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    In Crime News
    An Indiana man was sentenced Friday in federal court for making racially motivated threats to intimidate and interfere with his neighbor, who is Black, in violation of the criminal provision of the Fair Housing Act, and for unlawfully possessing firearms.
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  • Readout of Attorney General William P. Barr’s Visits to Chicago and Phoenix
    In Crime News
    This week, Attorney General William P. Barr traveled to Chicago, Illinois, and Phoenix, Arizona, to announce updates on Operation Legend and the results of Operation Crystal Shield, respectively.
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    In Crime News
    A Florida man was sentenced today to 210 months in prison for conspiracy to commit health care fraud and wire fraud.
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  • Federal Prison Industries: Actions Needed to Evaluate Program Effectiveness
    In U.S GAO News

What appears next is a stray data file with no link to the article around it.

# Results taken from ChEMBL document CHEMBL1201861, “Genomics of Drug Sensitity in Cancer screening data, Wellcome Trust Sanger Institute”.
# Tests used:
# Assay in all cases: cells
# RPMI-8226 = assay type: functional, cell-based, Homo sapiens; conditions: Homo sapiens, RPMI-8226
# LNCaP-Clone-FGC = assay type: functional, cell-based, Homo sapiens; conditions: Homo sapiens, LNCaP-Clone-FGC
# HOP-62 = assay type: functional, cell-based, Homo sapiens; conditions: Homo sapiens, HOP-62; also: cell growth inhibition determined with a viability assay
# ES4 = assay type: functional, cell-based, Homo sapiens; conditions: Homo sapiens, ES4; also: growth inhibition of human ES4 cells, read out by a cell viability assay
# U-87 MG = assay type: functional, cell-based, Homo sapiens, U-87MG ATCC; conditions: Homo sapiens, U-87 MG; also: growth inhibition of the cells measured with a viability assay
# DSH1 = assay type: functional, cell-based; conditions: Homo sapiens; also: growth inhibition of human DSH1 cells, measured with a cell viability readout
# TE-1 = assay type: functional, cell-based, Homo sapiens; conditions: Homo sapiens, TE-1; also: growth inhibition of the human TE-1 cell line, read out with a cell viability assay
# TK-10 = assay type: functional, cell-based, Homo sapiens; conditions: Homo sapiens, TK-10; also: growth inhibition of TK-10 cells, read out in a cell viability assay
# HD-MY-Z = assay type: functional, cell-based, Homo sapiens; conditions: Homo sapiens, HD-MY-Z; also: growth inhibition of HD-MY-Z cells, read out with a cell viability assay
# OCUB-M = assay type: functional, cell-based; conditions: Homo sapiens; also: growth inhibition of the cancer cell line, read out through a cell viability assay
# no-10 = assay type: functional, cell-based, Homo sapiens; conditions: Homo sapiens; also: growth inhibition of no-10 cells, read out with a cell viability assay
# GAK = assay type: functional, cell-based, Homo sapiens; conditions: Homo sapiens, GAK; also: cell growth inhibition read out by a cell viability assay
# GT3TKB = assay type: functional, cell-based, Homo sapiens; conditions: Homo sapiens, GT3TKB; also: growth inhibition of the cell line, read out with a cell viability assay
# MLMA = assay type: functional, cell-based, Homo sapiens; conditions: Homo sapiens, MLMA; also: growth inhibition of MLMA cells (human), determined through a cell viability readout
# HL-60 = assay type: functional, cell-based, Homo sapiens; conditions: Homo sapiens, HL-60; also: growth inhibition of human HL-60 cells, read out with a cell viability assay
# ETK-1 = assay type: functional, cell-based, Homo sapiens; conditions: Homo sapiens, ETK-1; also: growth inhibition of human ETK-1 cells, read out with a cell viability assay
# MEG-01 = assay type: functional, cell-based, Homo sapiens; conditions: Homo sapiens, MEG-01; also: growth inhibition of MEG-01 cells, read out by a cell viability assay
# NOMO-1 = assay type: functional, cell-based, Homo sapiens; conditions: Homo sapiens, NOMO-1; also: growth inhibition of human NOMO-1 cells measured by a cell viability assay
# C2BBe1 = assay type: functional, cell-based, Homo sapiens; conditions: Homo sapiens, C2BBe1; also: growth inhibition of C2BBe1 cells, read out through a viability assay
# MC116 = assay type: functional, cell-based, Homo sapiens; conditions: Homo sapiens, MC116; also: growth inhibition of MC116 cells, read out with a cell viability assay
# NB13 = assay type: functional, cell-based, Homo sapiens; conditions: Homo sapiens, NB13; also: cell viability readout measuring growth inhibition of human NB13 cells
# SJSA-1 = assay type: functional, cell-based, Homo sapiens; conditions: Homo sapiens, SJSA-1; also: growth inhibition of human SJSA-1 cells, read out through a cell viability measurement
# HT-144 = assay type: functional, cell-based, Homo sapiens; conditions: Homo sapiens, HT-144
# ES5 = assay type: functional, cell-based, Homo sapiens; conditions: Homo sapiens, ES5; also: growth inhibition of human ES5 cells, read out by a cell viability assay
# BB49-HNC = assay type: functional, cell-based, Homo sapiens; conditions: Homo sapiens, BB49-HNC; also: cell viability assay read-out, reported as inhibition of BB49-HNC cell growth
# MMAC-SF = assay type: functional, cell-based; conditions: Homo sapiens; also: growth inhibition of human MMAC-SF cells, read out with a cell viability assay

The First Step Act of 2018 made new, nonfederal markets and potential buyers available to Federal Prison Industries (FPI), a government corporation organized within the Bureau of Prisons (BOP); however, various challenges could limit FPI's ability to sell to customers in these markets. FPI makes apparel, personal protective equipment, and furniture, among other products. FPI may now sell to the District of Columbia government, including, for example, to its firefighters; nonfederal, governmental entities for use in correctional settings or in response to a disaster or emergency, such as local jails and first responders; and nonprofit organizations, such as universities. However, a lack of information makes it difficult to estimate the dollar value of these new markets. The following figure depicts the new markets made available to FPI. New Markets for Federal Prison Industries' Products under the First Step Act Data on the size of most of the new markets are very limited. For example, GAO found no existing national information to help estimate the size and scope of relevant spending by nonfederal entities on disaster relief and emergencies. Also, challenges related to state and local government operations, for example, could limit FPI's ability to sell products in the new markets made available under the First Step Act. Specifically, state-level prison industries and in-state vendors often have preferential access to many of the procurement markets now available to FPI. FPI and the private sector share some similar operating requirements, such as those related to keeping workers safe. They also face different requirements and business practices, such as those related to the legal framework, security, and costs. Available data indicate that buyers are generally satisfied with the delivery and quality of FPI products. GAO analyzed 231 performance reports on FPI in the federal government's database for contractor performance, as of August 2019. Customers rated FPI's performance in the delivery schedule and quality categories as exceptional, very good, or satisfactory on about 80 and 90 percent, respectively, of performance reports. There were too few ratings on cost to analyze them. FPI aims to assist inmates in their reentry into society by providing marketable job skills, but BOP has not reviewed FPI's impact on recidivism in over 2 decades. BOP relies on outdated studies that assessed the impact of FPI on inmates released in the 1980s. In January 2020, BOP cited a 1992 study as the basis for the Attorney General's designation of FPI as an Evidence-Based Recidivism Reduction Program under the First Step Act 0f 2018 . BOP made a plan to evaluate FPI but the plan's timeline passed and the BOP has not set a new one. Without an updated plan for evaluating FPI, BOP continues to rely on outdated evaluations of FPI and has limited information about FPI's effectiveness amidst changes to its inmate population Additionally, while BOP has reported some descriptive statistics on recidivism rates, it has not developed a goal. Without a timeline for evaluation and a goal for reducing recidivism, BOP's ability to assess the effectiveness of FPI will be limited. FPI is a government owned corporation that, as a national reentry program, manages, trains, and rehabilitates inmates through employment. FPI sells inmate-produced goods and services primarily to federal government agencies. The First Step Act of 2018 authorized FPI to sell its products to new markets. A provision in the First Step Act of 2018 required GAO to review various aspects of FPI. This report addresses (1) the potential size and scope of the additional markets made available to FPI under the First Step Act; (2) the similarities and differences in selected requirements and business practices of FPI and private sector sellers of products and services; (3) customers' satisfaction with FPI regarding quality, price, and timely delivery of its products and services; and (4) the extent to which BOP has evaluated the effectiveness of FPI and other vocational programs in reducing recidivism and the results. GAO examined recidivism studies and data, analyzed performance data, conducted fieldwork at four FPI facilities selected based on security level and type of products produced, met with industry associations, and interviewed agency officials and employed inmates. GAO is making two recommendations: (1) BOP should update its evaluation plan for FPI by setting a new timeline for evaluation and (2) BOP should set a goal to reduce recidivism. DOJ concurred with the recommendations. For more information, contact Gretta L. Goodwin at (202) 512-8777 or goodwing@gao.gov or William T. Woods at (202) 512-4841 or woodsw@gao.gov.